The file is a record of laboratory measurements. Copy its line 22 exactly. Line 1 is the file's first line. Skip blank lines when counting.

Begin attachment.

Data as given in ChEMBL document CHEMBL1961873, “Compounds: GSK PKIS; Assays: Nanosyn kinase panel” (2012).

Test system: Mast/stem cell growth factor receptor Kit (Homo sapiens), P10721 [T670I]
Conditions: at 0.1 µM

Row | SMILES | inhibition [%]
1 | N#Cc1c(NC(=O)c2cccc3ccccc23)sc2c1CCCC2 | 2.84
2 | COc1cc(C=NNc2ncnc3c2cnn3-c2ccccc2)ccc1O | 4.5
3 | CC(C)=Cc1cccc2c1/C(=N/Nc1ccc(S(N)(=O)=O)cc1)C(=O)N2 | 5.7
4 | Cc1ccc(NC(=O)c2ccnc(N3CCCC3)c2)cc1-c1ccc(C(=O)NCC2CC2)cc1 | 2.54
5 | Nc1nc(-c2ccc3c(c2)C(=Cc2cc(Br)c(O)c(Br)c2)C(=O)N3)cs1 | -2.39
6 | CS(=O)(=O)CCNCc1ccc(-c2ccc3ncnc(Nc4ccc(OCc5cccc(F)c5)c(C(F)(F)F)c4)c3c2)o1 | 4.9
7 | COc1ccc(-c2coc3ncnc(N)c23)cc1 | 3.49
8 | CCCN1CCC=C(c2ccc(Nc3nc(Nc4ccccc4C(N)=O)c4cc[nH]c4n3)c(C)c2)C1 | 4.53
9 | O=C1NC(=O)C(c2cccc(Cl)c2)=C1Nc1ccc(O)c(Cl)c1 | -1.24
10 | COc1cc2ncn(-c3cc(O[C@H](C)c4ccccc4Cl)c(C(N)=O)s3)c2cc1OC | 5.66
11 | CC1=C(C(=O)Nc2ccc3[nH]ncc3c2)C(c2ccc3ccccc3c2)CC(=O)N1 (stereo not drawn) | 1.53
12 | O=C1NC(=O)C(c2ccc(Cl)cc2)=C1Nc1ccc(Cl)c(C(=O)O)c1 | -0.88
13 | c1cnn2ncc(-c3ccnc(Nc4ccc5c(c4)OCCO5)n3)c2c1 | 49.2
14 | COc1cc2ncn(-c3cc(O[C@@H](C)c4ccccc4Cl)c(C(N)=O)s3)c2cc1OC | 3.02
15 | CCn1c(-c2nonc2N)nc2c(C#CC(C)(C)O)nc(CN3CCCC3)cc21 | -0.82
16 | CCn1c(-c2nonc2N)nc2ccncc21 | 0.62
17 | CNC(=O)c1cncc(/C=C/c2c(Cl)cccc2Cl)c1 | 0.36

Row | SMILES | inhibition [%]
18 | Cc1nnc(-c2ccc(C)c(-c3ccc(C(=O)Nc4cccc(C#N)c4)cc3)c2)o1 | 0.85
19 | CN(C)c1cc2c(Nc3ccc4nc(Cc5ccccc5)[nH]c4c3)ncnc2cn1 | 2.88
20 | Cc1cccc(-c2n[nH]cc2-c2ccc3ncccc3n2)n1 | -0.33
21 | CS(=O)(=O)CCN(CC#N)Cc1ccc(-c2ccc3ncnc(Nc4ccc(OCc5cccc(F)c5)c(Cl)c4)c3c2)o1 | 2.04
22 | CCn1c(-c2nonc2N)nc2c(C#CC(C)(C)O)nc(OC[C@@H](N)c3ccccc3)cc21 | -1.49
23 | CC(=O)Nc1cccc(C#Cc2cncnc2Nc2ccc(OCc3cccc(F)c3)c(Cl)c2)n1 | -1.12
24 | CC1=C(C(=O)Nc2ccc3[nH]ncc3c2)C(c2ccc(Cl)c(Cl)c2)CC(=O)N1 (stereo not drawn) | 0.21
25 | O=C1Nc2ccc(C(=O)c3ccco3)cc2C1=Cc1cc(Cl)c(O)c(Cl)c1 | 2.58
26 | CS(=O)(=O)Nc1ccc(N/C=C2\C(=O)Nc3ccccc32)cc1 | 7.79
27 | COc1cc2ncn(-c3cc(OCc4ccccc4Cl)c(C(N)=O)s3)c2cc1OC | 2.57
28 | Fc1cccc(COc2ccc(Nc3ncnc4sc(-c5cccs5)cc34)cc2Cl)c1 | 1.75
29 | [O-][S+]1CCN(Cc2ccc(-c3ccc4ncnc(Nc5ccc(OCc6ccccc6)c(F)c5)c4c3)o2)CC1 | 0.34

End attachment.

Row | SMILES | inhibition [%]